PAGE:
ancient-edessa-archaeological-site-expanded-and-revamped
GREEK NEWS

Ancient Edessa Archaeological Site Expanded and Revamped

Archaeological site of Loggos, Edessa, northern Greece.
Aerial view of the archaeological site of Loggos, Edessa, northern Greece. Credit: Greek Ministry of Culture and Sports

The archaeological site of Loggos, which includes the city and Acropolis of ancient Edessa, in northern Greece, will be expanded and revamped to improve on-site scientific needs and visitor experience, as suggested by the local Ephorate of Antiquities.

Adjacent to the modern city of Edessa, the ancient site holds a special place in Greek history as it is referred to as the first capital of the ancient kingdom of Macedon, in the 8th century BC.

The accessible site comprises the lower part of ancient Edessa, dated between the 4th century BC and 7th century AD, when residents moved to higher grounds to shelter against invaders within the city’s walls.

Today, visitors to the ruins can see Ancient Edessa in the way it was shaped during classical antiquity, around the 5th century BC.

Paved street with colonnade (Via Colonnata) at the archaeological site of Loggos, Edessa, northern Greece.
Paved street with a colonnade (Via Colonnata) at the archaeological site of Loggos, Edessa, northern Greece. Credit: Greek Ministry of Culture and Sports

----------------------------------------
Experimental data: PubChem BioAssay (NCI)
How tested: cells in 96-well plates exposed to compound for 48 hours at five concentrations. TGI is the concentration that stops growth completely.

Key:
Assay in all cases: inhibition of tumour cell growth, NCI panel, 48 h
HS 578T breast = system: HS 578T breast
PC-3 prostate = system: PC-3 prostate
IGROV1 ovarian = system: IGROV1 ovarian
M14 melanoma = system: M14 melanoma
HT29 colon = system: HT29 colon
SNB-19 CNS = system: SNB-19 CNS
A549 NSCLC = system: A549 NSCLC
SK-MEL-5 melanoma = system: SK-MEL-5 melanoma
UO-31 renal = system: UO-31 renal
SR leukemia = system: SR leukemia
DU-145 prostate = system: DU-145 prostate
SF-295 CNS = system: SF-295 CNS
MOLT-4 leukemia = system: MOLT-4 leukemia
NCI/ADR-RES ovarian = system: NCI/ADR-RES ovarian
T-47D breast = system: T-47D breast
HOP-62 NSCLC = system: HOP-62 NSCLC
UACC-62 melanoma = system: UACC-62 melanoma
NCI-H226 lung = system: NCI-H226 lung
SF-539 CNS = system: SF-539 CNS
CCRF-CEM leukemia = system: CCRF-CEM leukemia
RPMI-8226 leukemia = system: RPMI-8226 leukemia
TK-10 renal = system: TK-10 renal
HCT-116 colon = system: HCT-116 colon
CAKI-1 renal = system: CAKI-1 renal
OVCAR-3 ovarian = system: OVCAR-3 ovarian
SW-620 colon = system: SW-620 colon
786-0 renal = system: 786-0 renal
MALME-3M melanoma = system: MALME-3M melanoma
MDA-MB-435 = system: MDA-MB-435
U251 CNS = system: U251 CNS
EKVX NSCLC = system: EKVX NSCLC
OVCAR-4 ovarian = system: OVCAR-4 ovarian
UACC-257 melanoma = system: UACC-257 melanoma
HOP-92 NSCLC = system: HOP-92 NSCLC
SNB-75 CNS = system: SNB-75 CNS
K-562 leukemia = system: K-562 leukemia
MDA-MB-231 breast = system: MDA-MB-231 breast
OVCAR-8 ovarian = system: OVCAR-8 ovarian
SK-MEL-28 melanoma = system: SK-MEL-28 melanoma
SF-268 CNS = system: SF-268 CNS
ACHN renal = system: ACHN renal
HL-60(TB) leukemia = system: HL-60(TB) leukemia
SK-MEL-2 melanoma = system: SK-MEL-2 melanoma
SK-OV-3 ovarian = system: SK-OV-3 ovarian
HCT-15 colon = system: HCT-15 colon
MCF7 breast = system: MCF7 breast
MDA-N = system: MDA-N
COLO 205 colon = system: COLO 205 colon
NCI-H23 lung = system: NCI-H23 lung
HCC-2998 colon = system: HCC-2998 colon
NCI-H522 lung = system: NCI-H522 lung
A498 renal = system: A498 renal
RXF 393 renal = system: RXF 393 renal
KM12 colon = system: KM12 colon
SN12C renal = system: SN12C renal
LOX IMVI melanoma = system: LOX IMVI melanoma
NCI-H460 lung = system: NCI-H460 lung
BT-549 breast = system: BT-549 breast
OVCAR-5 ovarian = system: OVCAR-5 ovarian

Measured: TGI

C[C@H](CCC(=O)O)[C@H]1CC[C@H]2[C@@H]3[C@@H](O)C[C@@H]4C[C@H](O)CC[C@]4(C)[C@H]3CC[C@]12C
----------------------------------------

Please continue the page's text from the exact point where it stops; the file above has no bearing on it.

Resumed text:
Excavations have brought to light the southern gate of the city, parts of the southern and eastern walls with a gate and towers, and the paved central street of the ancient city, with colonnades on both sides.

Houses, shops, and workshops stretch along narrow streets. Public buildings have also been uncovered, such as storehouses.

An extensive early Christian complex with a fountain in a peristyle courtyard and luxuriously decorated spaces could be the Episcopate of the city.

Decorated fountain at the archaeological site of Loggos, Edessa, northern Greece.
Decorated fountain at the archaeological site of Loggos, Edessa, northern Greece. Credit: Greek Ministry of Culture and Sports

City of Edessa rich in monuments of all periods

According to the Greek Ministry of Culture and Sports, Loggos has been excavated from 1922 to 2020, most intensively during the 1960s and the 1980s.

After the announced revamp, safety and functionality will be significantly improved, while an on-site artifacts storage facility and conservation lab will be rendered accessible to visitors to help them connect with the place’s history until an Archaeological Museum for Ancient Edessa can be built.

Improvement works will also include anti-flood provisions to secure the site from potential damages caused by climate change.

Ruins of the southern city walls and hellenistic era tower at the archaeological site of Loggos, Edessa, northern Greece.
Ruins of the southern city walls and Hellenistic era tower at the archaeological site of Loggos, Edessa, northern Greece. Credit: Greek Ministry of Culture and Sports

“Our goal, through the total of interventions also implemented in other monuments of the city, is to upgrade the cultural and touristic profile of Edessa, as a destination that combines a rich collection of monuments from all periods, but also an unparalleled natural environment,” commented the Greek Minister of Culture and Sports, Lina Mendoni.

The budget and estimated completion date for the works at Loggos were not specified.

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